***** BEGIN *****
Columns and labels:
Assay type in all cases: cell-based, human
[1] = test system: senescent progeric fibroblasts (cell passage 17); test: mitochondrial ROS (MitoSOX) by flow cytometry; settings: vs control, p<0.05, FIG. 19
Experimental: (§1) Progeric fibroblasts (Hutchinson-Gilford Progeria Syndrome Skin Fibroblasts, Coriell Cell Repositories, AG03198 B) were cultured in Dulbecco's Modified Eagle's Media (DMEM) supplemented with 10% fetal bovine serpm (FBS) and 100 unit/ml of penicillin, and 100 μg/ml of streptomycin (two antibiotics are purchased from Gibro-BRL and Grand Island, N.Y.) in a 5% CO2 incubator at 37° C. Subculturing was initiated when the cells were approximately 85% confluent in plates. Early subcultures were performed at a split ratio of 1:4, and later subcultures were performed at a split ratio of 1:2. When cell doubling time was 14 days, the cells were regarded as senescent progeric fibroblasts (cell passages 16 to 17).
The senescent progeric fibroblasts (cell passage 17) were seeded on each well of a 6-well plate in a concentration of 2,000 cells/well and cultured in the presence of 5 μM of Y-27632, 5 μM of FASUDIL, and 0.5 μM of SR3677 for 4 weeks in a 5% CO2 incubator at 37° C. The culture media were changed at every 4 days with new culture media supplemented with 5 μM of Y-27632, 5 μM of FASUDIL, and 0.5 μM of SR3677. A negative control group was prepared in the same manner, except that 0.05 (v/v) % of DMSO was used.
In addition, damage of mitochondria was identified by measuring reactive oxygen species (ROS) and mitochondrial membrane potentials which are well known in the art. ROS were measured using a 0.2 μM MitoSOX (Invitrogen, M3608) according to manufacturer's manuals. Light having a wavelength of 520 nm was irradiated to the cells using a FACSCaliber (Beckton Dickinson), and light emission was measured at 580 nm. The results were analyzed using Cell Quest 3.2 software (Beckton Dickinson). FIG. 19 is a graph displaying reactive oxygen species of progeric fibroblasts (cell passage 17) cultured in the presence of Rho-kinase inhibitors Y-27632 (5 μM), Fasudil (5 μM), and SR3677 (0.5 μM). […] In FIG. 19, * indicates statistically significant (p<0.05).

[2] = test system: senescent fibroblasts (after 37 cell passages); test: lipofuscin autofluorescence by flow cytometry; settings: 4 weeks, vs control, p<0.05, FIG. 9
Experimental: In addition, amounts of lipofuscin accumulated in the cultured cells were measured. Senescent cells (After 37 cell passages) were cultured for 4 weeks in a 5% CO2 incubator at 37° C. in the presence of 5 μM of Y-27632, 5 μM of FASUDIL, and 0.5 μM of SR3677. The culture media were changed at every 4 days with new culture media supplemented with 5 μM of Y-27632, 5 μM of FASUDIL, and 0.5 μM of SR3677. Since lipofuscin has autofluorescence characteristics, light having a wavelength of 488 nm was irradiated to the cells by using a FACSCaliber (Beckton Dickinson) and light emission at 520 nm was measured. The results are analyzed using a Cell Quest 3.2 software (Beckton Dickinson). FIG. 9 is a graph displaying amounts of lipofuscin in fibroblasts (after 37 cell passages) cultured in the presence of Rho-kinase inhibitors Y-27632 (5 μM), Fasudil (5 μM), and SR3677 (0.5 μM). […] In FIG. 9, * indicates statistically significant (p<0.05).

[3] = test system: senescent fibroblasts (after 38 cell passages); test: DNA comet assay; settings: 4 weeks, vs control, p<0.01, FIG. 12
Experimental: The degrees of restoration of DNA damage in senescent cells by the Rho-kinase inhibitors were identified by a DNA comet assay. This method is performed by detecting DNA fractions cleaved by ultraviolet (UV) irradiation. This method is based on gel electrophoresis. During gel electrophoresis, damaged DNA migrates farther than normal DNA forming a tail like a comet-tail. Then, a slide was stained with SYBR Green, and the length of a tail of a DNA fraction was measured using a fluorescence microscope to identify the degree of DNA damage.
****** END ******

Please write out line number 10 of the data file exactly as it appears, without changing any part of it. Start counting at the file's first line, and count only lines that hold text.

Experimental: The degrees of restoration of DNA damage in senescent cells by the Rho-kinase inhibitors were identified by a DNA comet assay. This method is performed by detecting DNA fractions cleaved by ultraviolet (UV) irradiation. This method is based on gel electrophoresis. During gel electrophoresis, damaged DNA migrates farther than normal DNA forming a tail like a comet-tail. Then, a slide was stained with SYBR Green, and the length of a tail of a DNA fraction was measured using a fluorescence microscope to identify the degree of DNA damage.